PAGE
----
Time is a gift in the ER

Fourteen hours into their shift, the intern headed down to the lobby to pick up the delivery. Today it was Indian food. He struggled to push the elevator button while holding the bags but managed to make it up to the top floor ICU. The rest of the surgeons gathered around the table cluttered with spent pens, journal articles and unused bottles of lidocaine to eat. Someone offered up their extra samosa to share. The sun drooped lower in the sky, and the light outside burned golden and fought with the pale white glow from the fluorescent lights inside.

The day had been so hot that the doctors could see it from the hospital windows: the streets shimmered. People stayed inside, huddled in the air conditioning and sucking down popsicles while trying to ignore the slick of sweat on their foreheads. Finally, the sun started setting, and the temperature dropped five degrees, ten degrees. The houses were glowing tangerine in the fading sun. People emerged to sit on the steps, or on plastic chairs on their front porches. Someone started up a radio down the street. The kids fought over the small bicycle. When one of them won, the other started drawing fire trucks on the sidewalk with a nubbin of chalk.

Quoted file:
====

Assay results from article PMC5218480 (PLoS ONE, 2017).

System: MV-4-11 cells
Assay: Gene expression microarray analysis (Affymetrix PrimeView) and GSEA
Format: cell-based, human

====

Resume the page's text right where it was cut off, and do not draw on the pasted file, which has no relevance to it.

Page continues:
In the call room, all the phones went off at once. “Level 1 trauma, male GSW,” the attending sighed. The room emptied, and they went to the trauma bay to prepare. They left the table strewn with half-empty takeout containers, lids off, chicken korma congealing.

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